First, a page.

Mexico City-based writer Anais Martinez, a.k.a. the Curious Mexican, eats for a living and offers us seven must-try spots for dining and drinking in Oaxaca. Warning: You are about to become seriously hungry.
This intimate Oaxaca market isn’t overwhelming in size, and it’s a great spot to start off your day. Walk right to the middle of the building, until you find the unmistakable sign of a flower on a wall signed with black markers.
Take a seat at one of the communal tables and start with a chocolate de agua (chocolate infused in water) and a pan de yema (egg yolk bread); and as dictated by Oaxacan laws, tear chunks of bread and dip in the sweet, warm drink right before eating it.
Then continue with enfrijoladas or entomatadas, made with the traditional over-sized tortillas and soaked in a black bean sauce or a tomato sauce respectively.
Protein choices are tasajo (cured, air-dried beef) or cecina (thinly sliced pork, rubbed with chilies and spices); you’ll get it on a different plate so you can decide if you want to add to your main dish. Most days you’ll find musicians around, who are there to cheer up the atmosphere.
Inside La Merced Market, Nicolás del Puerto
Established back in 2011, Origen is run by young chef Rodolfo Castellanos, who comes from a family involved with the food industry. It puts a creative and modern twist on traditional Oaxaca recipes, resulting in delicious and beautifully executed food. With a fun, young decor and an amazing attention to detail which transmutes into every meal.
Start by choosing a drink from their beverages menu, with great selection of wines, Oaxacan craft beers, and mezcal-based cocktails. Then go for a taste-bud refreshing dish, like the ceviche, with its crisp subtle taste and its beautiful and colorful decoration. For deeper, more intricate flavors go for the barbacoa (slow cooked beef) served with homemade pasta and topped with a poached egg.
Miguel Hidalgo 820, Centro
The variety of the beloved local spirit offered at this mezcalería is breathtaking – and could even be overwhelming. The best thing to do is to let owners Ulises Torrentera and wife Sandra take you on a journey through their favorite choices.
Whether you’re just getting started in the mezcal world or you’re a complete connoisseur, sit down at the bar, go with the flow and try whatever the couple serves, as they will most likely feel free to share the origin of each bottle, the story of the producers and maybe even the methods.
Do come here right after lunch, as the place closes down at 11pm, unlike most bars in town.
In Situ Mezcalería
Av. Morelos #511, Centro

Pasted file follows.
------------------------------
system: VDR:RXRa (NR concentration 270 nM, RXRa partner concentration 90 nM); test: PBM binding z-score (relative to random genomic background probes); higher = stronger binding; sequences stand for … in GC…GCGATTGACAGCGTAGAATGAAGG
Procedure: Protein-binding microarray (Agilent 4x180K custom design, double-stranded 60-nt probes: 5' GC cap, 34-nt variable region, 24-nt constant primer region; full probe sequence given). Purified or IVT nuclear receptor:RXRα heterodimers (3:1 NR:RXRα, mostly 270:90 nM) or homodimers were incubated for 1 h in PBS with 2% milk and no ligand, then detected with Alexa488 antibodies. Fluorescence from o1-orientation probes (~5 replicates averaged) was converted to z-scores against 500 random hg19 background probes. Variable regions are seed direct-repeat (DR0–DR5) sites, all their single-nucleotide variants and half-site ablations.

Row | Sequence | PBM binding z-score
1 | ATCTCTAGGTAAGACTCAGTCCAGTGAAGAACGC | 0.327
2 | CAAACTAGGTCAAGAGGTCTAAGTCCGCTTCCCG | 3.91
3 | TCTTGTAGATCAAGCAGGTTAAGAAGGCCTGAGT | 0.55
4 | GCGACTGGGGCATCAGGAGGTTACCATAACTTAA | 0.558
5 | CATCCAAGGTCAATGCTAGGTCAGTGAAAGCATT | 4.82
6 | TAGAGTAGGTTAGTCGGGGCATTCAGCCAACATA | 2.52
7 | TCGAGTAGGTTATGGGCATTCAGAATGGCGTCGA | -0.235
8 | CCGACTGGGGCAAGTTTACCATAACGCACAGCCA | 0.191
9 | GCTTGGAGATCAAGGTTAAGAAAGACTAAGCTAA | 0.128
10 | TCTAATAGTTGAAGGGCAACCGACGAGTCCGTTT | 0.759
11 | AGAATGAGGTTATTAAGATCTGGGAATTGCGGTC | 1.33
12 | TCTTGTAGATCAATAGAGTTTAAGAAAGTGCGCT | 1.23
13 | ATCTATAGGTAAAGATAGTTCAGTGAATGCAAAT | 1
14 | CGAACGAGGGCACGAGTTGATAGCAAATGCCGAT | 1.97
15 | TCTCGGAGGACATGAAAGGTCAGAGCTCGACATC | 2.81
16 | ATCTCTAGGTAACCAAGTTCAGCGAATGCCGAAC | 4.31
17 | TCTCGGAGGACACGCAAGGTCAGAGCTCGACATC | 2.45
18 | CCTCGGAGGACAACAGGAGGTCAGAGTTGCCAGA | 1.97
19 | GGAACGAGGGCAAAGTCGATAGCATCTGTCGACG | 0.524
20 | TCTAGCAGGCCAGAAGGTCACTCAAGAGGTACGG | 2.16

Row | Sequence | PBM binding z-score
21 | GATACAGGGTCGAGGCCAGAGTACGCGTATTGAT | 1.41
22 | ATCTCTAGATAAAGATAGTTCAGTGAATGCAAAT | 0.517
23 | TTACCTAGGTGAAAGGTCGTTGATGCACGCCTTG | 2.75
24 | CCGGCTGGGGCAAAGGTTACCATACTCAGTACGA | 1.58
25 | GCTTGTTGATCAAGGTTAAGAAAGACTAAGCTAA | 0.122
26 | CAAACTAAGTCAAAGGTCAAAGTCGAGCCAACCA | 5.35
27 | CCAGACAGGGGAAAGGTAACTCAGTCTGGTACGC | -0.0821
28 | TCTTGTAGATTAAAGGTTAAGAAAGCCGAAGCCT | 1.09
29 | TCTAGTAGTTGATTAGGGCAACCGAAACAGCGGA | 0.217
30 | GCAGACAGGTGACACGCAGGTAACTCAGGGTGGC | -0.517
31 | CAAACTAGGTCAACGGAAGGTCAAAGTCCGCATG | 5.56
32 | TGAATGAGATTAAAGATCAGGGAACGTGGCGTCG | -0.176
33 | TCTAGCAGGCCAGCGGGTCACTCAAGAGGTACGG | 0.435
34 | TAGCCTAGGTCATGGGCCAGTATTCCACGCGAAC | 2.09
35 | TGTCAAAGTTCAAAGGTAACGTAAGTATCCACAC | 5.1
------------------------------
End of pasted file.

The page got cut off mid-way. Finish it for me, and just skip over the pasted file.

Enrique Olvera, one of the most famous chefs in Mexico, opened this spot to offer his Oaxaca-inspired creations. You enter through the kitchen, where you take a quick glance at the dishes being beautifully plated, and then walk by the comal (flat, rounded griddle) station, with the amazing smell of the corn masa cooking over wood fire.
At that point you’ll be in an outdoor patio with big tables and inviting chairs. If there during morning time you’ll get to choose from a different small dishes you can easily share, such as the tamal, and the tetela.
If instead you choose to go for lunch, get ready to be surprised over the seven courses in the tasting menu, with ingredients that are mostly locally sourced and seasonal and that keep changing on a daily basis.
They have a wonderful mezcal menu so you can start (and finish) your meal while sipping slowly on it and if you’re lucky you might be able to peek into the private courtyard located at the back of the restaurant.
Francisco I. Madero 129, Centro.
Yes this is the least traditional Mexican spot on the list, but a visit to Oaxaca without going to the city’s best (and hippest) bakery is like never having been there at all. The patio vibe and the timeless decoration, paper chandeliers included, will make you feel at complete ease as soon as you arrive.
Arrive early to avoid waiting in line, get a coffee and a pastry such as the cardamom roll or the incredibly delicious tarragon puff, with a hint of tea and honey, not too sweet and just enough crunch to make you crave for the next bite. Or enjoy some molletes, made with sourdough bread, a smudge of refried black beans, grated cheese and fresh pico de gallo.
Calle Porfirio Díaz 207, Centro
The 20 de Noviembre is Oaxaca’s most legendary market. Inside you’ll find piles of artesanías, embroidered dresses, earrings and leather sandals. Go past them to track down this spot, at the stand with the number 30, where tejate has been served for half a century.
Sit at the bar to try one of Oaxaca’s most ubiquitous beverages (non-alcoholic anyway). It’s made from a mix of maize, cacao, cinnamon, sugar and flor de cacao, which is an aromatic flower that might not make the drink look appealing due to its creamy, oily, floating foam, but it certainly makes it very aromatic and flavorful.
Opt for the traditional corn-based tejate or its newer counterpart, the coconut one. Let the vendor know how sweet you want it, right before they pour the drink into a a beautifully decorated gourd that serves as your cup. Delicious!
Flor de Huayapam
20 de Noviembre market Las Casas #218, Centro
This is a perfect evening stop either if you spent the day walking around or after a night of mezcal. Set on a brightly lit street, this simple street cart offers a soft, perfectly cooked, tender and juicy suckling pig. Try it as a taco, on a crispy tostada, or inside a warm bun in the form of a torta sandwich.
Either standing next to the wall or sitting on one of their two small benches, have a Mexican coke, order your food preferably with no salsa, so you can add to your own taste, squeeze some lime juice, add a pinch of salt and be aware of the salsa especial as it is made with tons of heat and it will have you spitting fire in one bite. It’s Oaxaca at its most simple, classic and tasty.
El Lechoncito de Oro
Corner of Calle de los Libres & Murguía